There are three Saints to whom Ireland has given her patronage, St.Patrick, St. Columba and St. Brigid.
And today, in Ireland, along with certain other parts of the English-speaking world, we celebrate the Feast of St. Brigid – which in the Irish language is called Lá Fhéile Bhríde.
St. Brigid was born in Ulster circa 450 and died around 525. Her remains lie with St. Patrick and St. Columba in Downpatrick, County Down.
When Roger and I visited this holy site, we were asked if we had brought any reeds with us. For we live in County Tyrone, where there grows a particular reed, specially selected for making the St.Brigid’s Cross.
Legend has it that out of charity, St. Brigid served a sick pagan chieftan, as his nurse. During the night, whilst the man slept, Brigid made a simple cross from some reeds on the floor.
When the chieftan awoke he noticed the cross and asked of its significance. St. Brigid told him of our Lord’s way to Calvary. This made such an impression on him that he was converted to the faith and his health was restored.
And here in County Tyrone, preparations for the Feast of St. Brigid have been in full swing.
The school across the road from our house is dedicated to the Saint. And the children there have been busy singing songs to St. Brigid and transforming the Tyrone reed into St. Brigid’s Crosses.
They will be blessed at Holy Mass today and people will place them in their homes or barns for blessings and protection.
So who is St. Brigid?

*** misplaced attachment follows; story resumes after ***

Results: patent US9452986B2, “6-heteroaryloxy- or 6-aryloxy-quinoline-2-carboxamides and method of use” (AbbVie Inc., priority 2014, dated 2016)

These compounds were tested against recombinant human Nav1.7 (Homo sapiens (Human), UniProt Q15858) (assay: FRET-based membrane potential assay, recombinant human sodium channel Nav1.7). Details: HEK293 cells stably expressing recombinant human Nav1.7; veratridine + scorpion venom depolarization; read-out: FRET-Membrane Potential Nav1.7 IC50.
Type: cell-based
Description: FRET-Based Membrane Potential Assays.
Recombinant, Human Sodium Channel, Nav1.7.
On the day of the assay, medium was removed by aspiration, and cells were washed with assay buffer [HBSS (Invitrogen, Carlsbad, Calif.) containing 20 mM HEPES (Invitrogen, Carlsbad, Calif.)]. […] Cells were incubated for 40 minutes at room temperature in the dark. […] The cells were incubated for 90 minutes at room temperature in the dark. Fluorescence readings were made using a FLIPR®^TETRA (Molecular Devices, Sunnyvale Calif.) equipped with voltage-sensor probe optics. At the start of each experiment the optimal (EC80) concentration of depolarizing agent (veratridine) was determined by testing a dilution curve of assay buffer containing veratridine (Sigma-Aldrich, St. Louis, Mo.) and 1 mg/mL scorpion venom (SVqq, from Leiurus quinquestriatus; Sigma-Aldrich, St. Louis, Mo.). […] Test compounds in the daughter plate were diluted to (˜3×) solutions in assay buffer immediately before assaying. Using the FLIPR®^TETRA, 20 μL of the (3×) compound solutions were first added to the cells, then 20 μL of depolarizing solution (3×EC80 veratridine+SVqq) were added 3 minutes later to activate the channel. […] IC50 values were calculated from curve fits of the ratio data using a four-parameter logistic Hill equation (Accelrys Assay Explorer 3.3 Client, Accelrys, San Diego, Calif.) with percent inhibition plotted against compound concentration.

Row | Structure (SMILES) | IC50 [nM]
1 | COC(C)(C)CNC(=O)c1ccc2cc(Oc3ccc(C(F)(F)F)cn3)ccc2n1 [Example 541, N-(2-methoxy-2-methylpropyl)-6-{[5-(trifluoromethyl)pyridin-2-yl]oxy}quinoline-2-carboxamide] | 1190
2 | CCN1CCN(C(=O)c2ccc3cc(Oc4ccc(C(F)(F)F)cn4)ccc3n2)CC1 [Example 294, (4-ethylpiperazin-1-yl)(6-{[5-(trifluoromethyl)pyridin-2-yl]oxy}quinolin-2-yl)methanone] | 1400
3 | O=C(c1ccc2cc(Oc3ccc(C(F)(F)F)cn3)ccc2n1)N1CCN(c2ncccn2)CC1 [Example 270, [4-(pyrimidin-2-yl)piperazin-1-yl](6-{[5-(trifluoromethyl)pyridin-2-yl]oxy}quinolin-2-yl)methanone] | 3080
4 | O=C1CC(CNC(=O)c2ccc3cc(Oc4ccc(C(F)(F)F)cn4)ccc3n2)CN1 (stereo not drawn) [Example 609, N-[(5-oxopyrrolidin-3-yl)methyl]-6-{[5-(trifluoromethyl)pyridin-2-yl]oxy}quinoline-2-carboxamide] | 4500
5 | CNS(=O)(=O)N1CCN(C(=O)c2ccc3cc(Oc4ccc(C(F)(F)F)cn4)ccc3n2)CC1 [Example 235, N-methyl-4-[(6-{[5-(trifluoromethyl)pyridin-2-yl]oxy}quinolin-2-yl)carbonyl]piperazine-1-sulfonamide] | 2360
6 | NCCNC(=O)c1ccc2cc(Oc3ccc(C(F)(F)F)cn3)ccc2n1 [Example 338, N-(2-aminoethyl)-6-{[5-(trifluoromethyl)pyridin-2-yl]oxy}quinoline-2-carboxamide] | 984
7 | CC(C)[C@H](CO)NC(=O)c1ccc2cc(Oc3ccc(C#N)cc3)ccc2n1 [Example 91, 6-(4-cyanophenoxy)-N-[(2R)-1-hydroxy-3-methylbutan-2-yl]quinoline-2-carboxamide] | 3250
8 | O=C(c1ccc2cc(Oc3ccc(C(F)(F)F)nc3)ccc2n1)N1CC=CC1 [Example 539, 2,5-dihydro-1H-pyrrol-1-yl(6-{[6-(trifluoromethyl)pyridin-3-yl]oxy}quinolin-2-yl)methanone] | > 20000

Sadly, much of her history has been buried in folklore and superstition. But, according to tradition, she was the daughter of an Irish chieftan and a slave, both baptised by St. Patrick.
Having committed herself to God, she made a small cell beneath an oak tree, where she lived a holy life of prayer.
Again, according to tradition, she received the veil from St. Mel, nephew and disciple of St. Patrick.
Her holiness attracted other virgins, who gathered around her. Soon there were many cells beneath the oak tree. This was the very site of the religious community she established. The place was named Kildare, meaning ‘cell of the oak’.
St. Brigid became Abbess of the community at Kildare and many other such communities began to spring up about the country.
Kildare became distinguished not only for its spirituality, but also as a centre of learning. Hence the Saint is sometimes depicted holding a book.
Statues of the Saint also depict her holding a church, which represents her role as founder of this first community of sisters in the country.
And she is often seen carrying a croisier, due to her position as first Abbess in Ireland.
In images painted of her, she is often seen with animals. For it is believed she has a special affinity with the animal kingdom. People pray to her for the care of their flocks and herds.
Many miracles have been attributed to St. Brigid and she holds a very special place in the hearts of the Irish people, who call her ‘Mary of the Gael’.
As Patroness of Ireland, let us pray to St. Brigid today for the preservation of the faith in Ireland.
St. Brigid, pray for us.